Secretory proteins are translocated into the ER, where they fold and undergo posttranslational modifications (e.g. disulfide bonds and N-linked glycosylation) (Kleizen and Braakman, 2004). The constant influx of nascent secretory proteins and the crowded environment of the ER present a challenge to maintain the availability of multiple families of ER chaperones for efficient and correct folding and QC of secretory proteins (Kleizen and Braakman, 2004). Failure results in misfolded protein accumulation and activation of an adaptive stress pathway termed the unfolded protein response (UPR) to restore homeostasis (Bernales et al., 2006; Brodsky and Skach, 2011; Ron and Walter, 2007; Rutkowski and Kaufman, 2004; Walter and Ron, 2011). BiP, the ER member of the Hsp70 superfamily, is an essential and abundant ER chaperone (about 1–5 mM) (Gilchrist et al., 2006; Guth et al., 2004). BiP facilitates secretory protein folding and QC (Brodsky et al., 1995; Gething, 1999; Hendershot, 2004; Kabani et al., 2003; Kang et al., 2006) by binding exposed hydrophobic domains of unfolded proteins to prevent aggregation and help retain incompletely folded proteins in the ER (Gething, 1999; Haas, 1994). In addition, BiP helps target misfolded proteins for retrotranslocation for cytoplasmic proteasomal degradation, a process termed ER-associated degradation (ERAD) (Brodsky and Skach, 2011; Kabani et al., 2003; Smith et al., 2011).
The many functions of BiP require its ATPase activity (Cheetham et al., 1994) to regulate binding affinity for clients, which ranges from 1 to 200 µM (Davis et al., 1999). ATP-bound BiP is in an open configuration with high on and off rates of client exchange (Marcinowski et al., 2011). ATP hydrolysis switches BiP into a closed conformation to stabilize client binding (Blond-Elguindi et al., 1993; Haas, 1994). The exchange of ADP for ATP reopens the conformation of BiP and clients then release from BiP. The early steps of the BiP ATPase chaperone cycle are regulated by J-domain containing co-chaperones (ERdjs) (Awad et al., 2008; Otero et al., 2010).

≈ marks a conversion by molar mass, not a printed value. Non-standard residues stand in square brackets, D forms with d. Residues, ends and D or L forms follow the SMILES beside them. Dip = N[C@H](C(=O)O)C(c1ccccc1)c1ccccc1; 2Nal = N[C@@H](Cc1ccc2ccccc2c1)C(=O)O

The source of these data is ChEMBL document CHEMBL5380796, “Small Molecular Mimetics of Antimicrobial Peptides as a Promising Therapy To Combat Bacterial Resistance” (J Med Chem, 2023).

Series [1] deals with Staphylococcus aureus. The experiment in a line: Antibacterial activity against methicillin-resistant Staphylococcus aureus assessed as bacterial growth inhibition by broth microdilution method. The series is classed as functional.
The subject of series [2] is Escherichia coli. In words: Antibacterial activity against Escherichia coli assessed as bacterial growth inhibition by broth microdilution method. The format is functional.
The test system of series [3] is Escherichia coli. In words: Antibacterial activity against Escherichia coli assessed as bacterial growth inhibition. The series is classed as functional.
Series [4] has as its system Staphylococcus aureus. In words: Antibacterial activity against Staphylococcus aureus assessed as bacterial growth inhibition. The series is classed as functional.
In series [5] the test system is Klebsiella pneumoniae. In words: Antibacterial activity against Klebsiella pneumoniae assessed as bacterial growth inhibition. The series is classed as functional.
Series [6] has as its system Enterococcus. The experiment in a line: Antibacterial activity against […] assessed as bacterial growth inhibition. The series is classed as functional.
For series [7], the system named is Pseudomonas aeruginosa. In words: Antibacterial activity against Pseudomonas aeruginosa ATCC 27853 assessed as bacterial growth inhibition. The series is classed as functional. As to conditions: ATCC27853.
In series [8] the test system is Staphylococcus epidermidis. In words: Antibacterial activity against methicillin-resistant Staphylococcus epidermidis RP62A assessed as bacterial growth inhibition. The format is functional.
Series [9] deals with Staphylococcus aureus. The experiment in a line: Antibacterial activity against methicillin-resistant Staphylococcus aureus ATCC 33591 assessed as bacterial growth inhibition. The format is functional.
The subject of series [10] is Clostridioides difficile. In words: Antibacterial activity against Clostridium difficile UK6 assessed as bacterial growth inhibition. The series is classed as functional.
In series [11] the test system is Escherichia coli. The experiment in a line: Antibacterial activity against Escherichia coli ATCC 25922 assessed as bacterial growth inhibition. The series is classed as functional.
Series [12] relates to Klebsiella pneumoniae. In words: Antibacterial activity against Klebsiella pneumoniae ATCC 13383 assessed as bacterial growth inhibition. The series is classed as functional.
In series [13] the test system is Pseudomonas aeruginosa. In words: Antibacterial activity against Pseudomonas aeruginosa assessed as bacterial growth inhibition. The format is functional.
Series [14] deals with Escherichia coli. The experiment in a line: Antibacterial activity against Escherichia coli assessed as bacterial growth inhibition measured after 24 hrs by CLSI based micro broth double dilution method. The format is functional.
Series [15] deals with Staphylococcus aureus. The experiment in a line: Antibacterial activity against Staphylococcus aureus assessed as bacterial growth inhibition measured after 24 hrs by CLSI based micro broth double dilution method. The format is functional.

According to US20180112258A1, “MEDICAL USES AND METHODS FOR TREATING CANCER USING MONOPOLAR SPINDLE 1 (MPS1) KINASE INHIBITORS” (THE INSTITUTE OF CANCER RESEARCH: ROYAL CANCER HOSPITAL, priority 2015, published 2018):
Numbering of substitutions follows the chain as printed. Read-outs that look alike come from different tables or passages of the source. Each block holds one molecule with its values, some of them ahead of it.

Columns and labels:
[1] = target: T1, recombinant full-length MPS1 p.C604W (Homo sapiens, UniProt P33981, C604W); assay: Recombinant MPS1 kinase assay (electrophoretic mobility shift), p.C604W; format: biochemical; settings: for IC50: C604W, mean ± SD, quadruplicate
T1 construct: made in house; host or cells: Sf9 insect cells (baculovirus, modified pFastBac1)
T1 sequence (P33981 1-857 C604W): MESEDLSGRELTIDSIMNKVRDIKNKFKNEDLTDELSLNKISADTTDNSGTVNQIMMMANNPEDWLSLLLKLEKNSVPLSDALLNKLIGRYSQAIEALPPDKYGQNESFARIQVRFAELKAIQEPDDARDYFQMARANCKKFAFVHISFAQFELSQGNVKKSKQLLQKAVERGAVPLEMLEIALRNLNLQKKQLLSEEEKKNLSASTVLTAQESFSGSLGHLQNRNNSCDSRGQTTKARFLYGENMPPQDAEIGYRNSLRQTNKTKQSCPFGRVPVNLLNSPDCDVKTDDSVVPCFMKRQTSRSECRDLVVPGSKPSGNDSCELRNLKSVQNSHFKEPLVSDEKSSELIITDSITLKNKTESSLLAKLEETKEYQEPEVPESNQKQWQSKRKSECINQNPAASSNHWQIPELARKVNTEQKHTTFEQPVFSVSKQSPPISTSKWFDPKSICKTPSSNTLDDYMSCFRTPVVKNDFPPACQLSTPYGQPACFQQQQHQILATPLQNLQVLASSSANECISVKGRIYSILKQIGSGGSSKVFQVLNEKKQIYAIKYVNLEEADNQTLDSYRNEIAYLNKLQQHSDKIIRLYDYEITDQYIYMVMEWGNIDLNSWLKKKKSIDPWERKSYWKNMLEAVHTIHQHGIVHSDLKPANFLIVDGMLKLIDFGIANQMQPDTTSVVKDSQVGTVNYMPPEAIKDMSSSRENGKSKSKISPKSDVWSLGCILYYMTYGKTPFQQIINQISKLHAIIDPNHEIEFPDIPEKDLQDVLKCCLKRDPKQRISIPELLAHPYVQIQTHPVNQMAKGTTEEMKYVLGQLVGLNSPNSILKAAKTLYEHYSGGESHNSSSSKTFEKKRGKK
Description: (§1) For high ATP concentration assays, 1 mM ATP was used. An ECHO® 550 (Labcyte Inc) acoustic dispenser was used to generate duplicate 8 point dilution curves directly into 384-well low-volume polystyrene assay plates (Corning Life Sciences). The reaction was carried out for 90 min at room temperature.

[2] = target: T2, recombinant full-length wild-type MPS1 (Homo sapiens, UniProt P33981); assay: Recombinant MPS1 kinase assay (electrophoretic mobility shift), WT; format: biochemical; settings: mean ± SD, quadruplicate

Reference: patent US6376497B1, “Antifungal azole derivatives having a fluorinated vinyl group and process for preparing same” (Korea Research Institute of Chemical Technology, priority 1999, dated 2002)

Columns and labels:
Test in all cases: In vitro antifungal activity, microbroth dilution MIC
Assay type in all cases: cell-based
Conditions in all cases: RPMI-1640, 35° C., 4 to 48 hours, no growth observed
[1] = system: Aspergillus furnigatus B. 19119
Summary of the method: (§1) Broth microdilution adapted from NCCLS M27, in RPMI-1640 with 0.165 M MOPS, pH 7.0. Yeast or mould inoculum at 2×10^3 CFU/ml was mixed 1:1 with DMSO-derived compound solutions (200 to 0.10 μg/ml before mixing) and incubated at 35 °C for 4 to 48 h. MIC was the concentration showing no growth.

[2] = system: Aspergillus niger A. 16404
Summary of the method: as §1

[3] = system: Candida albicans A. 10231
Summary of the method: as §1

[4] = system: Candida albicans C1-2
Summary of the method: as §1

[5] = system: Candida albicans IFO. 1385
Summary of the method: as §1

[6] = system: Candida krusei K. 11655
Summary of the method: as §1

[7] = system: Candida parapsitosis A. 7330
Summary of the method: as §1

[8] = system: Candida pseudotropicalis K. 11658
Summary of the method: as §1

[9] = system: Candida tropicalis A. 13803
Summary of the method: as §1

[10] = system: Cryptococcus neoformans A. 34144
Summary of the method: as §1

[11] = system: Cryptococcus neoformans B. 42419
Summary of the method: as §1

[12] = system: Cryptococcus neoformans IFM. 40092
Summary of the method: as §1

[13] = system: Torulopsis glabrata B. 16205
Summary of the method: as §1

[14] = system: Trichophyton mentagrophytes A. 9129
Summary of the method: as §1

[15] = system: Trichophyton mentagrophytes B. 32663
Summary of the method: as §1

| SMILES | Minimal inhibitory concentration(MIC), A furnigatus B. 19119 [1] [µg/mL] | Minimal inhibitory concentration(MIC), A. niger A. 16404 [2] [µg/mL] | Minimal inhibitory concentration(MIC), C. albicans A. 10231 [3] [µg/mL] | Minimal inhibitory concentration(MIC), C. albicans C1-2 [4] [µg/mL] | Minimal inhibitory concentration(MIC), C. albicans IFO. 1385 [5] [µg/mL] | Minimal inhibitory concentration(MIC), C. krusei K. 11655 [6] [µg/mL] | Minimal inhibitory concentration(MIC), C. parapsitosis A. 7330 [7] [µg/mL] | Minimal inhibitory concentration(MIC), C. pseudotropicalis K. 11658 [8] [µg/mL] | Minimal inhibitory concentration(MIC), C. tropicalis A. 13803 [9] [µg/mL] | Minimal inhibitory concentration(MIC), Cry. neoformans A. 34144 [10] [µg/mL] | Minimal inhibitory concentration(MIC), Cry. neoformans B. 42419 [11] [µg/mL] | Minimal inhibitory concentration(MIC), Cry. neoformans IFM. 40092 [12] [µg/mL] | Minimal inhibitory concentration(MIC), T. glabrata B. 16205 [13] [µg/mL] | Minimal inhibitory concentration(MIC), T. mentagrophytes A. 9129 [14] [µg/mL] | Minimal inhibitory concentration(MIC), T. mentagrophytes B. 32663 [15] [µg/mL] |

Hsp40 co-chaperones enhance the ATPase activity of Hsp70 chaperones and consequently increase Hsp70 affinity for clients (Kampinga and Craig, 2010; Marcinowski et al., 2011). In mammals seven ERdjs have been identified with widely different concentrations and affinities for BiP (Otero et al., 2010; Qiu et al., 2006). They all belong to Hsp40 family and bind to BiP via their conserved J-domains, particularly the HPD amino acid motif (Shen and Hendershot, 2005). ERdjs possess varied sub-ER localizations and functions (Otero et al., 2010; Weitzmann et al., 2007). Some ERdjs have been linked to the translocation of nascent peptides into the ER (Hennessy et al., 2005; Otero et al., 2010), while ERdj4 and ERdj5 are implicated in the turnover of misfolded proteins by ERAD (Dong et al., 2008; Hagiwara et al., 2011; Lai et al., 2012; Ushioda et al., 2008). ERdj3 is a ubiquitously expressed luminal glycoprotein cofactor for BiP (Shen and Hendershot, 2005; Yu et al., 2000) and binds both nascent unfolded or misfolded proteins (Jin et al., 2008; Jin et al., 2009; Shen and Hendershot, 2005). Release of clients requires association of ERdj3 with BiP (Jin et al., 2008). ERdj3 is highly upregulated by unfolded secretory protein stress in the ER (Shen and Hendershot, 2005; Yu et al., 2000). ERdj3 contains a dimerization domain and two client binding domains (Jin et al., 2009; Vembar et al., 2009). ERdj3 stimulates BiP ATPase activity by up to fivefold (Awad et al., 2008). While ERdj3 is expressed at substoichiometric quantities relative to BiP, but it is by far the most abundant ERdj (Schwanhäusser et al., 2011; Weitzmann et al., 2007). The ability of BiP to encounter ERdj3 or other ERdj proteins is likely to impact BiP functionality. At least one biochemical study has suggested ERdj3 is part of a large complex of multiple ER chaperones in the presence of emerging clients, such as incompletely folded immunoglobulin heavy chain (Meunier et al., 2002).